Sunday, April 19, 2009


Did the Redwood Peak trail run this morning. It was a 15K trail run in the hills overlooking Oakland, sponsored by XTerra. I had done an XTerra 12K on the Dipsea trail during the summer of 2007. It was horrendously hard, but I liked the organization and experience. So I thought I would come back for more.

I had trained on the hills in the city, running up and down some of the larger hills in Pac Heights and Nob Hill area. Two of my longer training runs finished with the California mile -- uphill on California Street from the Financial District up to Grace Cathedral.

The run turned out to be beautiful, I'm glad I did it. But it wasn't easy. We had an unusually hot day in the East Bay Hills, so dehydration was a risk. They even ran out of water and gatorade at the finish. They also did a last minute change to the trail, extending the course. The final distance was somewhere around 9.5 miles.

The race began with a 1 mile relatively smooth downhill, which jacked up the speeds for everyone. Around the 4 mile mark, just after the first water stop, we finally hit the first real hill. Very nasty. Nobody among the group I was with could jog it, it was way too steep. Afterwards was a 3 mile relatively flat section along the ridgeline. Seemed easy on the surface, but it turned into the most frustrating section of the trail. It was completely exposed to the sun, so the heat beat everyone down. Also, at that point my legs no longer had any snap in them -- so I couldn't run with a long stride. It turned into a slow 3 mile long slog in high heat.

The most interesting thing about the day was that those God awful quad exercises that I had to do in the Krav/Crossfit class (squats, burpees, lunge steps), and the stairclimbing I did last month for Climb California, helped me in the last 2.5 miles. About 2 of the last 2.5 miles were a very steep uphill. It was like stairclimbing. While it was painful, it was familiar. For others it was rougher. One girl that I passed was walking uphill with her feet pointed diagonally and with her legs in a wide walking stance -- big waste of energy. She should have kept her legs close together, her feet pointed straight, everything moving straight forward.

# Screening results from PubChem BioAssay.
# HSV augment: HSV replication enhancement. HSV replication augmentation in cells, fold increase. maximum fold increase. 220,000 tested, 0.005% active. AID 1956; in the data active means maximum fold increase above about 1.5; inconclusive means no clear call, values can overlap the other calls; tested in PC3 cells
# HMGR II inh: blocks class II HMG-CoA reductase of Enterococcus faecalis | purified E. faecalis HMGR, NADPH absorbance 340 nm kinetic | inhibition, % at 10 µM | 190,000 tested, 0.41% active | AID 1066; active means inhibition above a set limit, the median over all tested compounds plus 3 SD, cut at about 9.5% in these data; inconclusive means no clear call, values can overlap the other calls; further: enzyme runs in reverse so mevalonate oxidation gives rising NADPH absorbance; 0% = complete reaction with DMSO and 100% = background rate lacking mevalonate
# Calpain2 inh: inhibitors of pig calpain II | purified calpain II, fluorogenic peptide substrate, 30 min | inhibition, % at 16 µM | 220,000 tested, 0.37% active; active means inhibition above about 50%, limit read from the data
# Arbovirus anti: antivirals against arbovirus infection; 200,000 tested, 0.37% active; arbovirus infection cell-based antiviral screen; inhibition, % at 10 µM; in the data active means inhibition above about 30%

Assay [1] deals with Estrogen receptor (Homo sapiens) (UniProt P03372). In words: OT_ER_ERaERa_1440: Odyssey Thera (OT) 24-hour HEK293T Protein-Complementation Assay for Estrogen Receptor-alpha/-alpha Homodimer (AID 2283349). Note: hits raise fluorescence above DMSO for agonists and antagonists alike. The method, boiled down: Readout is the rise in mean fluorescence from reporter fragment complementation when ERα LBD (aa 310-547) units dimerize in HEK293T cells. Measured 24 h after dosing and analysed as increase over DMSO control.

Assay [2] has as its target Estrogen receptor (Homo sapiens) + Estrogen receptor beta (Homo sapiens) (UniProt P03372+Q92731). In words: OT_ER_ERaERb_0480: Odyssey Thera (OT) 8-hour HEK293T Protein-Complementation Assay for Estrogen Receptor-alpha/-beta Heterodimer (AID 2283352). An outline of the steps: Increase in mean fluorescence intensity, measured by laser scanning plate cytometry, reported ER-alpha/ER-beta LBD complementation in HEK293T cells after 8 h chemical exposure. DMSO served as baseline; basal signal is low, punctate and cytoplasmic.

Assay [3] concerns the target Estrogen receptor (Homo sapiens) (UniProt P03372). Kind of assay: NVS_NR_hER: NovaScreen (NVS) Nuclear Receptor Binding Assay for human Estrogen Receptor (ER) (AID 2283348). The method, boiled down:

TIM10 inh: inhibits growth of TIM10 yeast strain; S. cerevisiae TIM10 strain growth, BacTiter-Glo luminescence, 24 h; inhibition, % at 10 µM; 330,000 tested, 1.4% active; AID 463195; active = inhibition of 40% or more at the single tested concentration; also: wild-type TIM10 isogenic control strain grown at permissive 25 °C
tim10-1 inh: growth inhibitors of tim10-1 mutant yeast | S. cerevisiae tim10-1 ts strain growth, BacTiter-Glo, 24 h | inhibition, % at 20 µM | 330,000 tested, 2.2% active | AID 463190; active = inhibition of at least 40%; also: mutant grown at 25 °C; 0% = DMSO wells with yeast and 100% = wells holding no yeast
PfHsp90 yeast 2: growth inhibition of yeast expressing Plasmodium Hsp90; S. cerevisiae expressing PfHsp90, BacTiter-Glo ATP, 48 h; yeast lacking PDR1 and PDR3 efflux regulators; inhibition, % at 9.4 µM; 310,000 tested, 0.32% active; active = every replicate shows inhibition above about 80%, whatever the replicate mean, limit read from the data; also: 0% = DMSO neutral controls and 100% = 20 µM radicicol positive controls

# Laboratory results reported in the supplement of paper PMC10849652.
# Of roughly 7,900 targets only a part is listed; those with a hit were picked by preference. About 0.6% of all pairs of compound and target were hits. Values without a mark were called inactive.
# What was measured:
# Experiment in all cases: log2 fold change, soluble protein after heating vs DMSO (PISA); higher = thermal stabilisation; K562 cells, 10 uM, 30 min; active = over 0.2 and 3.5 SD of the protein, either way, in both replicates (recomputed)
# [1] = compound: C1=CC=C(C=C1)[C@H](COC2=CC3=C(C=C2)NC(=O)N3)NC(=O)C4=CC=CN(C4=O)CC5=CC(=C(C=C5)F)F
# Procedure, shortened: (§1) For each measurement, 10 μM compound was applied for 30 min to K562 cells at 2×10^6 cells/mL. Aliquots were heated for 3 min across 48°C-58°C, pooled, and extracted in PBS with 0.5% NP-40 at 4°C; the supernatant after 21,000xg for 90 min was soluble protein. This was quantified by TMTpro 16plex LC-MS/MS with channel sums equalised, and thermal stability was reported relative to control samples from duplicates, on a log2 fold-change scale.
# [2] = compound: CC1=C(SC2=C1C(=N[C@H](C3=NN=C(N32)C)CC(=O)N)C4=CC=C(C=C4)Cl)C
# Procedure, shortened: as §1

As I passed her she said to me "This blows!" I told her to look at the bright side -- we were under the trees now, so it was very shady and cool, unlike the previous 3 miles in the sun.

As I drove home from the race, the thing that hit me was that I missed these types of events a great deal. Triathlons and the three races/events that comprise it were the sports that during the past 5 years made me feel 10 feet taller and 15 years younger. As much as I like Krav/Crossfit/TRX/etc., those workouts are just that -- workouts. They aren't sports, they don't have events or competitions associated with them. They also don't bring you outdoors. Having the wind and sun in my face -- even if I'm getting roasted or chilled, adds to the experience. I miss that feeling of being outside dealing with nature.

Now where do I go from here? I feel committed to Krav, but I miss my old sports.

1 comment:

  1. It seems like a combination of Krav and Crossfit could help you train for some of these competitions. No need to choose one over the other.